in 2005.

Coast Cottages

The Coast Cottages is a neo-traditional planned community located on St. Simons Island.

Notable residents

  • Griffin Bell
    Griffin Bell
    Griffin Boyette Bell was an American lawyer and former Attorney General. He served as the nation's 72nd Attorney General during the Jimmy Carter administration...

    , former U.S. Attorney General
    Attorney General
    In most common law jurisdictions, the attorney general, or attorney-general, is the main legal advisor to the government, and in some jurisdictions he or she may also have executive responsibility for law enforcement or responsibility for public prosecutions.The term is used to refer to any person...

  • Kwame Brown
    Kwame Brown
    Kwame James Brown is an American professional basketball player who last played for the Charlotte Bobcats. The , center was the 1st overall pick in the 2001 NBA Draft by the Washington Wizards, and was the first number one draft pick to be selected straight out of high school...

    , NBA player
  • Jim Brown
    Jim Brown
    James Nathaniel "Jim" Brown is an American former professional football player who has also made his mark as an actor. He is best known for his exceptional and record-setting nine-year career as a running back for the NFL Cleveland Browns from 1957 to 1965. In 2002, he was named by Sporting News...

    , NFL Player and actor
  • William Diehl
    William Diehl
    William Diehl was an American novelist and photojournalist.He had two childern, a boy and a girl from whom he was estranged....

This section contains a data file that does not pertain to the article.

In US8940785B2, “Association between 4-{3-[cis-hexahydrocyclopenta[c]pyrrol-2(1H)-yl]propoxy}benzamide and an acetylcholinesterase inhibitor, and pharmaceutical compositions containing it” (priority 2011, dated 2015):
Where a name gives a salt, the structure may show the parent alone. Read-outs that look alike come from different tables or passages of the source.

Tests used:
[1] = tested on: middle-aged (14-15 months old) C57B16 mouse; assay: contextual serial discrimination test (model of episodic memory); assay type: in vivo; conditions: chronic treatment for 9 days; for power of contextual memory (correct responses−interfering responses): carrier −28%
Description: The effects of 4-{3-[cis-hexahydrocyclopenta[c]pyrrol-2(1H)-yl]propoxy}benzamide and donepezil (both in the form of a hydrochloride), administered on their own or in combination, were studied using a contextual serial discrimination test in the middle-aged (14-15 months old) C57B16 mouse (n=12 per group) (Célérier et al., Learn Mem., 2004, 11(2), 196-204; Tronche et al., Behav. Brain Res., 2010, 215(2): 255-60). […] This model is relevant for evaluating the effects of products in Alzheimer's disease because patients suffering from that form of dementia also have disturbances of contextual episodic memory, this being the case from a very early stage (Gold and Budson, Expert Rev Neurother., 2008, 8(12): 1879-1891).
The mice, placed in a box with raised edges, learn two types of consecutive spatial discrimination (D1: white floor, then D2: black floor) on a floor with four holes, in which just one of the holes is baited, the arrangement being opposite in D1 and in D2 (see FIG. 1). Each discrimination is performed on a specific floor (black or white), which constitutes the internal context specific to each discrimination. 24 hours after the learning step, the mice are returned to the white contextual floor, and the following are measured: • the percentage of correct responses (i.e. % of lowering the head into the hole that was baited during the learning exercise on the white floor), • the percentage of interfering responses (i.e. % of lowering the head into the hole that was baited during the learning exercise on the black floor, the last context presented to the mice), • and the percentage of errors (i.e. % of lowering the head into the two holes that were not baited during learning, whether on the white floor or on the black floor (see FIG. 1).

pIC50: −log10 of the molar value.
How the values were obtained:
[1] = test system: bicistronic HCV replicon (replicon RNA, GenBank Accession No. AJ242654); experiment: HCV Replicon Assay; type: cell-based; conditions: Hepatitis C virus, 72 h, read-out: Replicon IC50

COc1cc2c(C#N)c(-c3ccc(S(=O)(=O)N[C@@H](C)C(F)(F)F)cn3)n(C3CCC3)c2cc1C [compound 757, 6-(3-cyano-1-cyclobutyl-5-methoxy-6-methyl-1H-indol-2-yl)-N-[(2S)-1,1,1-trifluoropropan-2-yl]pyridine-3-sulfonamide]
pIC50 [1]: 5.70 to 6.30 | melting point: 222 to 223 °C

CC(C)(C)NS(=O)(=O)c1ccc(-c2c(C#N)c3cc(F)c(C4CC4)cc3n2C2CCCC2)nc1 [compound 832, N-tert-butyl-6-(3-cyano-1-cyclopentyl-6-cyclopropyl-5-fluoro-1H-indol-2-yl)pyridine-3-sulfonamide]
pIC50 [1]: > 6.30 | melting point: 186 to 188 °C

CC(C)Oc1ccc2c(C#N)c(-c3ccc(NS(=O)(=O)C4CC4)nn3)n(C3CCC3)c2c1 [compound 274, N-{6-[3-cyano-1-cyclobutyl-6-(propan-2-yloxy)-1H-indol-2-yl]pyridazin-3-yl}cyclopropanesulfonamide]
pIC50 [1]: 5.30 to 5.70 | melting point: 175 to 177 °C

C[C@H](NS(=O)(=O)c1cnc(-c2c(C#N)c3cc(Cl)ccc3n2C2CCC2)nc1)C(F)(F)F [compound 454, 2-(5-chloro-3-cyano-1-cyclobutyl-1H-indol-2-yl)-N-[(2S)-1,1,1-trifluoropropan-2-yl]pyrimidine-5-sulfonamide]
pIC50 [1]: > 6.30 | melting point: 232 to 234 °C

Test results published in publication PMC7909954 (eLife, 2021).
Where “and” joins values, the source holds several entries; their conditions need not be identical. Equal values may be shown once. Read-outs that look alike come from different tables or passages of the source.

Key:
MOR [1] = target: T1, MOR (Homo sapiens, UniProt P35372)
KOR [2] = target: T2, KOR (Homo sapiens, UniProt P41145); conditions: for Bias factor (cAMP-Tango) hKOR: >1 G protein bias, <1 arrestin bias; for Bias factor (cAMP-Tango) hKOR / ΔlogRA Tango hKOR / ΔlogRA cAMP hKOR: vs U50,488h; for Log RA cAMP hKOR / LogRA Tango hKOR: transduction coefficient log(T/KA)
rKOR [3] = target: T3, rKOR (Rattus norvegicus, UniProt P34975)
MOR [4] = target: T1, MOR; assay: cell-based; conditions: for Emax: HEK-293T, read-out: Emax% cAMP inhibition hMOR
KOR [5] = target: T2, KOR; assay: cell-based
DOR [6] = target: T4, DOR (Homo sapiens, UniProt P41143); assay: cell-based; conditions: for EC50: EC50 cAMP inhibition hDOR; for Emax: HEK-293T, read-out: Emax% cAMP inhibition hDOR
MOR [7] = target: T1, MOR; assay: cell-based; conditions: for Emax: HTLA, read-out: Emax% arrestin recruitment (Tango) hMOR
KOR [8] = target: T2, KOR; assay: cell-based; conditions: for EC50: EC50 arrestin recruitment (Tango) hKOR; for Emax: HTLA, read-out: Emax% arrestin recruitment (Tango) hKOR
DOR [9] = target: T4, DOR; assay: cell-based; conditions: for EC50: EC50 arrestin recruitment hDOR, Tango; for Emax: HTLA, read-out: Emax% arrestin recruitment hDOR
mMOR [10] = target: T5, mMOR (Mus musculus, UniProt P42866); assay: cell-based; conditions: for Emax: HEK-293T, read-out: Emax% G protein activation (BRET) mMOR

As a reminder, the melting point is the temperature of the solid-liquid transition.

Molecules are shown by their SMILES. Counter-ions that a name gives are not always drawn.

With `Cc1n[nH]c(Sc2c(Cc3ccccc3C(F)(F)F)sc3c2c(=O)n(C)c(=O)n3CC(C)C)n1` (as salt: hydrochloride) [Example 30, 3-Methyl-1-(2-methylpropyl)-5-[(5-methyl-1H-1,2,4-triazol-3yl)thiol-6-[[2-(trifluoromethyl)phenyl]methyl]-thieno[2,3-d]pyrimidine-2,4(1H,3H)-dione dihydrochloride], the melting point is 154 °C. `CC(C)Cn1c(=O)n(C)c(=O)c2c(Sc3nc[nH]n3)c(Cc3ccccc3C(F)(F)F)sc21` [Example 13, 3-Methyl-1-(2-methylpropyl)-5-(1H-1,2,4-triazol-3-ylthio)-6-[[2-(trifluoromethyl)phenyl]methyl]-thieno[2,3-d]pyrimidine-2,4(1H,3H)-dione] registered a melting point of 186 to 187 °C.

, Award winning novelist, New York Times Best Seller list
    New York Times Best Seller list
    The New York Times Best Seller list is widely considered the preeminent list of best-selling books in the United States. It is published weekly in The New York Times Book Review magazine, which is published in the Sunday edition of The New York Times and as a stand-alone publication...

  • Wyche Fowler
    Wyche Fowler
    William Wyche Fowler, Jr. is an American politician and ambassador. He is a member of the Democratic Party and served as U.S. Senator from Georgia from January 1987 to January 1993. He had previously served in the U.S. House of Representatives from 1977 until his senatorial election.-Early life...

    , former U.S. Senator and Representative
  • Zach Johnson
    Zach Johnson
    Zach Johnson is an American golfer, winner of the 2007 Masters Tournament.Zach Johnson may also refer to:* Zack "Jick" Johnson, one of the creators of Kingdom of Loathing* Zachary Johnson, former drummer for The Fray...

    , professional golfer
  • Matt Kuchar
    Matt Kuchar
    Matthew Gregory Kuchar is an American professional golfer who has played on both the PGA Tour and the Nationwide Tour. He has ranked as high as number six in the Official World Golf Rankings.-Early career:...

    , professional golfer
  • Davis Love III
    Davis Love III
    Davis Milton Love III is an American professional golfer.Love was born in Charlotte, North Carolina. He attended the University of North Carolina before turning professional in 1985. He earned his PGA Tour card in the fall of 1985, on his first attempt. He quickly established himself on the PGA...

    , professional golfer
  • Mack Mattingly
    Mack Mattingly
    Mack Francis Mattingly served one term as a United States senator from Georgia, the first Republican to serve in the U.S. Senate from that state since Reconstruction.-Early life:...

    , former U.S. Senator